The online version of this article (doi:10.1186/1471-2288-14-4) contains supplementary material, which is available to authorized users.
The authors declare that they have no competing interests.
MH, TT, and ZZ defined the models and interpreted the results. MH and ZZ performed the analyses and prepared the manuscript. PP and PM designed the study and collected the data, obtained research approval, and contributed to the writing of the manuscript. All authors read and approved the final manuscript.
Borg developed scales for rating pain and perceived exertion in adults that have also been used in pediatric populations. Models describing functional relationships between perceived exertion and work capacity have not been studied in children. We compared different models and their fits to individual trajectories and assessed the variability in these trajectories.
Ratings of perceived exertion (RPE) were collected from 79 children. Progressive cycle ergonometric testing was performed to maximal work capacity with test duration ranging from 6‐ 12 minutes. Ratings were obtained during each 1‐minute increment. Work was normalized to individual maximal work capacity (Wmax). A delay was defined as the fraction of Wmax at which point an increase in ratings of leg fatigue occurred. Such a delay term allows the characterization of trajectories for children whose ratings were initially constant with increasing work. Two models were considered, a delay model and a power model that is commonly used to analyze Borg ratings. Individual model fit was assessed with root mean squared error (RMSE). Functional clustering algorithms were used to identify patterns.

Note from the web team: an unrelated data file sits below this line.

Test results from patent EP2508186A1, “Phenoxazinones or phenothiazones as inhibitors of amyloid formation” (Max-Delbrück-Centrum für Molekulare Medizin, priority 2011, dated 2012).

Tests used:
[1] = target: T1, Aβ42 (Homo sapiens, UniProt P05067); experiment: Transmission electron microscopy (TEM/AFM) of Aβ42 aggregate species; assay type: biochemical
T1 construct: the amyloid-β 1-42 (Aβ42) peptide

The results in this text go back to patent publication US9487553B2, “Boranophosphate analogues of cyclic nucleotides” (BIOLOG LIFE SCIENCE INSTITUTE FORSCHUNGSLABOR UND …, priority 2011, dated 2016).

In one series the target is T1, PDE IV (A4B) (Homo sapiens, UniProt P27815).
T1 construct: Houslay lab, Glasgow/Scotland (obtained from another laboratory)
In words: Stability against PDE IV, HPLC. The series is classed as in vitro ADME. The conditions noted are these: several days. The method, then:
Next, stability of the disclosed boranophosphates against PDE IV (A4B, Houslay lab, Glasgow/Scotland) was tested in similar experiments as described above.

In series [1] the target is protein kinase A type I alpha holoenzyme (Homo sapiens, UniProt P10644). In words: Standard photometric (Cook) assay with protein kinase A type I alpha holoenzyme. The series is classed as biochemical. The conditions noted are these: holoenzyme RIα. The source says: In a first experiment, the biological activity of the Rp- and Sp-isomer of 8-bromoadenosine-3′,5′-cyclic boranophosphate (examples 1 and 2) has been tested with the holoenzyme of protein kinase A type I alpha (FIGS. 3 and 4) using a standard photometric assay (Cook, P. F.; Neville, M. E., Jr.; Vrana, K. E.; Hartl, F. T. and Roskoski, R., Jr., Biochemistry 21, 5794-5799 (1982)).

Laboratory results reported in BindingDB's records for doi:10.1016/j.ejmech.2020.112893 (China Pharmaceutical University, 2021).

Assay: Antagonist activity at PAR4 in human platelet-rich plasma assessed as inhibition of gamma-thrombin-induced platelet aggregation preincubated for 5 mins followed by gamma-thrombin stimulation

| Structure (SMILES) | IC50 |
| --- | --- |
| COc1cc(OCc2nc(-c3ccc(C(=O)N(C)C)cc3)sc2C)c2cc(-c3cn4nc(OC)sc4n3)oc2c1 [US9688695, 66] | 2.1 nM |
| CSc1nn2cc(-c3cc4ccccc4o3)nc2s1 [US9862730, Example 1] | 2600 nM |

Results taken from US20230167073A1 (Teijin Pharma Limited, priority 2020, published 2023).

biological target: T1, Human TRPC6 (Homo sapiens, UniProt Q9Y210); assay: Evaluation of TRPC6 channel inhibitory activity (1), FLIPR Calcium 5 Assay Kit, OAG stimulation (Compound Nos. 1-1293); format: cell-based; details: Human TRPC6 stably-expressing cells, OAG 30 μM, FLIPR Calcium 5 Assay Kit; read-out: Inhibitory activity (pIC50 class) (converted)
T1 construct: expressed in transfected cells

Leg tiredness developed quickly for some children while for others there was a delay before an in‐ creased ratings of leg exertion occurred with increasing work. Models for individual trajectories with the smallest RMSE included a delay and a quadratic term (quadratic‐delay model), or a power function and a delay term (power‐delay model) compared to a simple power function. The median delay was 40% Wmax (interquartile range (IQR): 26‐49%) in a quadratic‐delay model, while the median exponent was 1.03 (IQR: 0.83‐1.78) in a power‐delay model. Nine clusters were identified showing linear or quadratic patterns with or without a delay. Cluster membership did not depend on age, gender or diagnosis.
Children and adolescents vary widely in their capacity to rate their perceptions and exhibit different functional relationships between ratings of perceived exertion and work capacity normalized across individuals. Models including a delay term, a linear component, or a power function can describe these individual trajectories of perceived leg exertion during incremental exercise to voluntary exhaustion.
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